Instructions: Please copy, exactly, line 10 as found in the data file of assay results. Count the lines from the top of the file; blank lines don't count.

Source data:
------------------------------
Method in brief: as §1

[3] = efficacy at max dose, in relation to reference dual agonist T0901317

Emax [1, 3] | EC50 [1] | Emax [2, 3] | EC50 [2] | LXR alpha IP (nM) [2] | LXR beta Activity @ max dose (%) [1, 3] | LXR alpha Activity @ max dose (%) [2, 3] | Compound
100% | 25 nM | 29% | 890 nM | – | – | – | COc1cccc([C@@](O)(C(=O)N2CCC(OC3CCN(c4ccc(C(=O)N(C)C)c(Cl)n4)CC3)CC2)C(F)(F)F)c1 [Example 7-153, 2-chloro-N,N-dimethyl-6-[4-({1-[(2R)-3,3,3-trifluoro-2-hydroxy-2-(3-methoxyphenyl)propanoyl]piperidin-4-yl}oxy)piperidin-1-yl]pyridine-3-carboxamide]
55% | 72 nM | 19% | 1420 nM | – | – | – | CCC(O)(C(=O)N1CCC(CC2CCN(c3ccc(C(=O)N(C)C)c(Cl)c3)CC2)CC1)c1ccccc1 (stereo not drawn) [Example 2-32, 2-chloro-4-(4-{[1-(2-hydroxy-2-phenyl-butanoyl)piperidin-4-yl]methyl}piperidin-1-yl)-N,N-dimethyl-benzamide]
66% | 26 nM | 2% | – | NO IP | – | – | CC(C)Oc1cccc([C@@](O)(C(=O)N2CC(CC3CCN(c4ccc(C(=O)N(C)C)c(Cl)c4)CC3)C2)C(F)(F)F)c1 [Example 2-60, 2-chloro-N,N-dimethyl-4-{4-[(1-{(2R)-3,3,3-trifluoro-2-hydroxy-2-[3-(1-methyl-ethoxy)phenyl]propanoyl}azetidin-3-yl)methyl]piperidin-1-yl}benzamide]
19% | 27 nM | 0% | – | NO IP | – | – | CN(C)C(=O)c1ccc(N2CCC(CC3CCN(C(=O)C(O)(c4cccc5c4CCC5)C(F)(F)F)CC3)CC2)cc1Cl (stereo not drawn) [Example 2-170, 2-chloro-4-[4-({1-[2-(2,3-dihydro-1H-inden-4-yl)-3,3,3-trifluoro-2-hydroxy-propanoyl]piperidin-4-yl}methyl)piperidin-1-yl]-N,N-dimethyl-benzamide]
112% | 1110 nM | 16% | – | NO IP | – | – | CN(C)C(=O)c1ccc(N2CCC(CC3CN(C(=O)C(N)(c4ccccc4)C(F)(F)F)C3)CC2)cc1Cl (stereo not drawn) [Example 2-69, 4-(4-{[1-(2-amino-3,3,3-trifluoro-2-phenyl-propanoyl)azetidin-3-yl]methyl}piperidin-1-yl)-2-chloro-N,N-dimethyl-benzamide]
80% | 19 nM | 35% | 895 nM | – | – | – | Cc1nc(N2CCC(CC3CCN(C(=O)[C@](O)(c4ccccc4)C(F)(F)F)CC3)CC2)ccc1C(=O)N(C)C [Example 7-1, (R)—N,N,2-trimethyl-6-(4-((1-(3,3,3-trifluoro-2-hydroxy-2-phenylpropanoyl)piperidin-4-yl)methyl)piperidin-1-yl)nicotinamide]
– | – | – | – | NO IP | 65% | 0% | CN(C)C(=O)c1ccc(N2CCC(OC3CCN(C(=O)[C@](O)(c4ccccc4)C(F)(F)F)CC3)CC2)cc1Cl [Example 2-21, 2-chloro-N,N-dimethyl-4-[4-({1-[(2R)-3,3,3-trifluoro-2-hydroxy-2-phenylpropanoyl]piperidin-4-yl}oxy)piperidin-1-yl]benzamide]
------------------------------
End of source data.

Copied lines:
– | – | – | – | NO IP | 65% | 0% | CN(C)C(=O)c1ccc(N2CCC(OC3CCN(C(=O)[C@](O)(c4ccccc4)C(F)(F)F)CC3)CC2)cc1Cl [Example 2-21, 2-chloro-N,N-dimethyl-4-[4-({1-[(2R)-3,3,3-trifluoro-2-hydroxy-2-phenylpropanoyl]piperidin-4-yl}oxy)piperidin-1-yl]benzamide]